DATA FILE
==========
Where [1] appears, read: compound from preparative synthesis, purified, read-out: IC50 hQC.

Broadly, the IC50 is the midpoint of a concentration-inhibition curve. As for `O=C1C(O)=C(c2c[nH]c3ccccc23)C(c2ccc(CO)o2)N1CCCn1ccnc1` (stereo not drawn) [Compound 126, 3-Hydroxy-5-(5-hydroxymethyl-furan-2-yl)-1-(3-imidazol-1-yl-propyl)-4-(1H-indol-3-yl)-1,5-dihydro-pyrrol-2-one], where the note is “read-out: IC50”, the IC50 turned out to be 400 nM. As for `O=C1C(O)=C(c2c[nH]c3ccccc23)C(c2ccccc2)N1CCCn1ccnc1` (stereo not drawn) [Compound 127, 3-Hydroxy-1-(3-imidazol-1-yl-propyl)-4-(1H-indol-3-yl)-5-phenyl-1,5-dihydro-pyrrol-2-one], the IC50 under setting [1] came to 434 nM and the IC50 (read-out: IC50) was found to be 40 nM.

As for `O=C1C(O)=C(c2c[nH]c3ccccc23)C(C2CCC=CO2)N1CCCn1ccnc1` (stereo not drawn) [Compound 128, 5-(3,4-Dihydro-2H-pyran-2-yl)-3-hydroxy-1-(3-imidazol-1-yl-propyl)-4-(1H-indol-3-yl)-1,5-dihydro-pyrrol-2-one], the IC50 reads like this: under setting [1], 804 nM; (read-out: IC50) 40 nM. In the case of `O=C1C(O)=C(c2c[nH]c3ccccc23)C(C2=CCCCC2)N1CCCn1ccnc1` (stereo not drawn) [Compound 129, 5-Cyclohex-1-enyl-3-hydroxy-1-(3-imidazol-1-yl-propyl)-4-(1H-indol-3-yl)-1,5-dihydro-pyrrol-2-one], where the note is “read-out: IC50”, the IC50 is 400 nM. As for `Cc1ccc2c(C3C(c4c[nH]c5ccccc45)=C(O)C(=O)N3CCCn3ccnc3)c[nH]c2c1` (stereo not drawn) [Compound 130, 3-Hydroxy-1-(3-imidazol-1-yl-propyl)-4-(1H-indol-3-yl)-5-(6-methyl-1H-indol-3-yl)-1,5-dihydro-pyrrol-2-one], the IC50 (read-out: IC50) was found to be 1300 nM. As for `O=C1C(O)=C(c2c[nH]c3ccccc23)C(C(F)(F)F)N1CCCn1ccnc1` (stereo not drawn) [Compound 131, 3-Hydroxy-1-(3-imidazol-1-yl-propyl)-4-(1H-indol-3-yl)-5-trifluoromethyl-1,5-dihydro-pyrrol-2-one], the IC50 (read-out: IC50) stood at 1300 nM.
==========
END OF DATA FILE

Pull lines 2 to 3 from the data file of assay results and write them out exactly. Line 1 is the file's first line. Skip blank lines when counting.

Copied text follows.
Broadly, the IC50 is the midpoint of a concentration-inhibition curve. As for `O=C1C(O)=C(c2c[nH]c3ccccc23)C(c2ccc(CO)o2)N1CCCn1ccnc1` (stereo not drawn) [Compound 126, 3-Hydroxy-5-(5-hydroxymethyl-furan-2-yl)-1-(3-imidazol-1-yl-propyl)-4-(1H-indol-3-yl)-1,5-dihydro-pyrrol-2-one], where the note is “read-out: IC50”, the IC50 turned out to be 400 nM. As for `O=C1C(O)=C(c2c[nH]c3ccccc23)C(c2ccccc2)N1CCCn1ccnc1` (stereo not drawn) [Compound 127, 3-Hydroxy-1-(3-imidazol-1-yl-propyl)-4-(1H-indol-3-yl)-5-phenyl-1,5-dihydro-pyrrol-2-one], the IC50 under setting [1] came to 434 nM and the IC50 (read-out: IC50) was found to be 40 nM.

As for `O=C1C(O)=C(c2c[nH]c3ccccc23)C(C2CCC=CO2)N1CCCn1ccnc1` (stereo not drawn) [Compound 128, 5-(3,4-Dihydro-2H-pyran-2-yl)-3-hydroxy-1-(3-imidazol-1-yl-propyl)-4-(1H-indol-3-yl)-1,5-dihydro-pyrrol-2-one], the IC50 reads like this: under setting [1], 804 nM; (read-out: IC50) 40 nM. In the case of `O=C1C(O)=C(c2c[nH]c3ccccc23)C(C2=CCCCC2)N1CCCn1ccnc1` (stereo not drawn) [Compound 129, 5-Cyclohex-1-enyl-3-hydroxy-1-(3-imidazol-1-yl-propyl)-4-(1H-indol-3-yl)-1,5-dihydro-pyrrol-2-one], where the note is “read-out: IC50”, the IC50 is 400 nM. As for `Cc1ccc2c(C3C(c4c[nH]c5ccccc45)=C(O)C(=O)N3CCCn3ccnc3)c[nH]c2c1` (stereo not drawn) [Compound 130, 3-Hydroxy-1-(3-imidazol-1-yl-propyl)-4-(1H-indol-3-yl)-5-(6-methyl-1H-indol-3-yl)-1,5-dihydro-pyrrol-2-one], the IC50 (read-out: IC50) was found to be 1300 nM. As for `O=C1C(O)=C(c2c[nH]c3ccccc23)C(C(F)(F)F)N1CCCn1ccnc1` (stereo not drawn) [Compound 131, 3-Hydroxy-1-(3-imidazol-1-yl-propyl)-4-(1H-indol-3-yl)-5-trifluoromethyl-1,5-dihydro-pyrrol-2-one], the IC50 (read-out: IC50) stood at 1300 nM.